The historic launch of SpaceX Crew Dragon is set to take place on Sunday after a temporary delay due to weather, and the partnership with NASA is set to be the first private space mission that will bring astronauts to the International Space Station. Four astronauts who have trained with NASA will man the Crew Dragon craft, and many people are eager to watch this historic launch and what could be the most important mission in SpaceX's tenure. Set to take place at the Kennedy Space Center, here's everything you need to know to watch this historic launch.
Coverage of the event was supposed to begin on NASA TV on Saturday at 3:30 PM EST, though after the delay that window of time could change for Sunday. The docking, which would have taken place on 4:20 AM EST on Sunday, will likely follow after a similar lapse in time.
Here's what you need to know for how to watch the SpaceX Crew Dragon launch:
- What: NASA launches 4 astronauts aboard a SpaceX Crew Dragon on a mission to the International Space Station
- Date: Sunday, November 15, 2020
- Time: Live coverage begins at 3:30 pm EST
- Launch targeted for 7:27 pm EST
- Location: Kennedy Space Center, Florida
- Online stream: Live on CBSN in the player above and on your mobile or streaming device.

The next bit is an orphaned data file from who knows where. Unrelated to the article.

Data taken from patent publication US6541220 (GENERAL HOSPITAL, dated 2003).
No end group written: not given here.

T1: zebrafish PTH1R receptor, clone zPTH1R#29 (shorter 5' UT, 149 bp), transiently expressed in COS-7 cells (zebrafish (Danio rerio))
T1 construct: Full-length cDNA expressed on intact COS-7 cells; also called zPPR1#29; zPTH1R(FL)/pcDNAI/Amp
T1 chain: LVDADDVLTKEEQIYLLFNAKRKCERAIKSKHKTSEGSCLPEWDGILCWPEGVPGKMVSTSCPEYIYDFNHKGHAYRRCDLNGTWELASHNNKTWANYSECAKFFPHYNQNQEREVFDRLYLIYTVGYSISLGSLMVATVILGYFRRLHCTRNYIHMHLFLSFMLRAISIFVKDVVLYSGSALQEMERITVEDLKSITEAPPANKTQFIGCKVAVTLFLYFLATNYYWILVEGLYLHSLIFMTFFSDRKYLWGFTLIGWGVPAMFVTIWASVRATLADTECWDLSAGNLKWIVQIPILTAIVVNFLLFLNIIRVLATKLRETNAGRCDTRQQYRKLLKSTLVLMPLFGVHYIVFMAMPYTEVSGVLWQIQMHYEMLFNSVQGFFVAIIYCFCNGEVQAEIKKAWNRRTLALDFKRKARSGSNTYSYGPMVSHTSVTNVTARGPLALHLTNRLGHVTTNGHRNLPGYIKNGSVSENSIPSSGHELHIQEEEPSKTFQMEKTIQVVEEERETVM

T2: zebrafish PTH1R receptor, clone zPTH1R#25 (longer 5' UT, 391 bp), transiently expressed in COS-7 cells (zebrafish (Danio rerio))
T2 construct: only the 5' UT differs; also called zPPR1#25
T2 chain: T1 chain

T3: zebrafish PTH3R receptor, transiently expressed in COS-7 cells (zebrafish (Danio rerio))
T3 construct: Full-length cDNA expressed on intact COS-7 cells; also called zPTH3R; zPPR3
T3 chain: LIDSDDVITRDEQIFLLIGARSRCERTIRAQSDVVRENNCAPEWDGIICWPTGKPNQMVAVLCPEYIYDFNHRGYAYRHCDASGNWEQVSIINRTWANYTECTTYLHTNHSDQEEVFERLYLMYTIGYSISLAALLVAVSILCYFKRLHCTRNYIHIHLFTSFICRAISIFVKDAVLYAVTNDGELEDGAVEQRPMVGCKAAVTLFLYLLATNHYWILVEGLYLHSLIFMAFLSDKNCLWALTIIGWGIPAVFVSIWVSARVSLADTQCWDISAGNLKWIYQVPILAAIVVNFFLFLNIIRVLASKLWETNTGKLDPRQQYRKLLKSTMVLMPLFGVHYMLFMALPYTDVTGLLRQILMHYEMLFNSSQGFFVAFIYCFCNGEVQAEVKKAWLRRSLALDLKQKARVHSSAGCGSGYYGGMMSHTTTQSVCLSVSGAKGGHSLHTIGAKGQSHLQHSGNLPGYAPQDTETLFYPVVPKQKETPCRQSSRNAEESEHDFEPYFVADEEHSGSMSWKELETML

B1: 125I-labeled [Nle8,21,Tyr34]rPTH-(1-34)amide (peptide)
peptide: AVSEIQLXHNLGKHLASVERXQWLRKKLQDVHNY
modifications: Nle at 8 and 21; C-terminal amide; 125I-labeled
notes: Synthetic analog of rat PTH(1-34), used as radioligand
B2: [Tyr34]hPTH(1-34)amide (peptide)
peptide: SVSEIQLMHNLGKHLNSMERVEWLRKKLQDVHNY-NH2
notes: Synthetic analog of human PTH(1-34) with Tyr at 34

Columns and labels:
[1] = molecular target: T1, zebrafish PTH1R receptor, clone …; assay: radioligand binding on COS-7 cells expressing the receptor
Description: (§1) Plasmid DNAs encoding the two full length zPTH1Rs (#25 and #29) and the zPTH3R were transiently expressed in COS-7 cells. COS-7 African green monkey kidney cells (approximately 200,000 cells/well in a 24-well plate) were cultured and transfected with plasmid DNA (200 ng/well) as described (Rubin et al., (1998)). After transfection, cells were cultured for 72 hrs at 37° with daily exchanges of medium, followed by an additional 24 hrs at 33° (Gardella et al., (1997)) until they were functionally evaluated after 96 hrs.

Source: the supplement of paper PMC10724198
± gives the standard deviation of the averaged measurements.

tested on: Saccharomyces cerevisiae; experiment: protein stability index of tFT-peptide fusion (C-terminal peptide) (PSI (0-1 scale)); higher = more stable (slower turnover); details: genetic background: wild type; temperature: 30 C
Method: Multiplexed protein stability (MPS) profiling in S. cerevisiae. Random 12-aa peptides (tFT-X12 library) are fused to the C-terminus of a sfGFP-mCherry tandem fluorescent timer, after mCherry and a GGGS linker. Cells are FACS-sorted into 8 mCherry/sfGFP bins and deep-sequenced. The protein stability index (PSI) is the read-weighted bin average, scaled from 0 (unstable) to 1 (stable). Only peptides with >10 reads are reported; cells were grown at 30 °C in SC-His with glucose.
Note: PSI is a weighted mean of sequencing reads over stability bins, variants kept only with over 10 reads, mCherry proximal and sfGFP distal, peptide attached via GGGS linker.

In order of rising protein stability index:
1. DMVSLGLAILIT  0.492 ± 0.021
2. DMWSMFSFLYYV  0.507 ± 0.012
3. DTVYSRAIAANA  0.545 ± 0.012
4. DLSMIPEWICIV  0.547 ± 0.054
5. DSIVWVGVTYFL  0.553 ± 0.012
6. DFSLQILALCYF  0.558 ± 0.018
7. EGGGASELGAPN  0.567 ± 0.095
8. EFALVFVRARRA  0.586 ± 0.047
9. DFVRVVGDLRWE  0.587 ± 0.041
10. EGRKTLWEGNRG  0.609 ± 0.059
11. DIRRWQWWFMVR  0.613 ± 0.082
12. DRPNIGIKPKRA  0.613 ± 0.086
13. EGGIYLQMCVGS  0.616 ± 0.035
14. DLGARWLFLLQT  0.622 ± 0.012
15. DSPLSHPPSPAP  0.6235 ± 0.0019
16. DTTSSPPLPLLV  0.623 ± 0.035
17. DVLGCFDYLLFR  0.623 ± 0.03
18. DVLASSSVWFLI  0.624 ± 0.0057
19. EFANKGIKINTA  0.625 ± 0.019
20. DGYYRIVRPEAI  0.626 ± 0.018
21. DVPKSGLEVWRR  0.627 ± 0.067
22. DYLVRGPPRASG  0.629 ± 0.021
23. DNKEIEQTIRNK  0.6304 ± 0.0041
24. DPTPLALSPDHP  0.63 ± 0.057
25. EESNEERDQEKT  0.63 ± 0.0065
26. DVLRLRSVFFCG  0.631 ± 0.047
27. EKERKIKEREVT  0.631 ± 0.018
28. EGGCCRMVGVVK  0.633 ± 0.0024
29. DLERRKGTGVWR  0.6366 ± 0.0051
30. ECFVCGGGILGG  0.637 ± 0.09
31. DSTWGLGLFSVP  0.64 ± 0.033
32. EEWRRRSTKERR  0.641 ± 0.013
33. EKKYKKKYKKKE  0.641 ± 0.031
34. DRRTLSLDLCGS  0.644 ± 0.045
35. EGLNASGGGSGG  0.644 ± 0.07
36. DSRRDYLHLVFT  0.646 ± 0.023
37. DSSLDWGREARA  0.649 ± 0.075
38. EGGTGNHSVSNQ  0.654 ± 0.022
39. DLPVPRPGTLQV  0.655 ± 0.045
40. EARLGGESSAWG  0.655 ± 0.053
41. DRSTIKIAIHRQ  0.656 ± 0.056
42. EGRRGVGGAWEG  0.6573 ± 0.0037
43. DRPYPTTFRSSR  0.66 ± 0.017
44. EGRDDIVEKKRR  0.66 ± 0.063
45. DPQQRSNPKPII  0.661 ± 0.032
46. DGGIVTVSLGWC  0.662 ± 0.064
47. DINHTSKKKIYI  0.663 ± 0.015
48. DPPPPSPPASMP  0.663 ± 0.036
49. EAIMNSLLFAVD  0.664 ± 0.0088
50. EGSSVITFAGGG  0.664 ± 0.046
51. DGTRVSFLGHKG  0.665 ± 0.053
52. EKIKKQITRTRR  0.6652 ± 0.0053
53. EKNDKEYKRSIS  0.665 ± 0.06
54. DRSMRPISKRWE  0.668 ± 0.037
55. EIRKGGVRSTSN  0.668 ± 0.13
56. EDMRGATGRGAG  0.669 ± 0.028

- Liftoff from historic pad 39A at the Kennedy Space Center is targeted for 7:27 pm EST Monday, just a few minutes after the space station passes 260 miles overhead.
People can still watch the launch on YouTube by clicking this link. Be sure to stay updated on SpaceX and NASA's latest plans in case weather continues to affect the conditions for the launch.
"As you can imagine, we are very excited to be here in Florida at the Kennedy Space Center for the final days before our launch to the International Space Station," said mission commander Michael Hopkins during a press conference this week.
He added, "We’ve been here less than 24 hours, and in that time we have seen our rocket, we have seen our space vehicle Resilience, and we’ve seen our space suits. For an astronaut, that’s considered a pretty good day."
The crew of astronauts are expected to stick around on the International Space Station for six months for a routine round of maintenance, as well as conducting science experiments. While there are issues regarding the sleeping arrangements on the ISS due to a lack of quarters, Hopkins indicated that the crew would be sleeping on the Crew Dragon SpaceX shuttle.
Stay tuned for more details about the updated launch plans.
Cover photo by Paul Hennessy/SOPA Images/LightRocket via Getty Images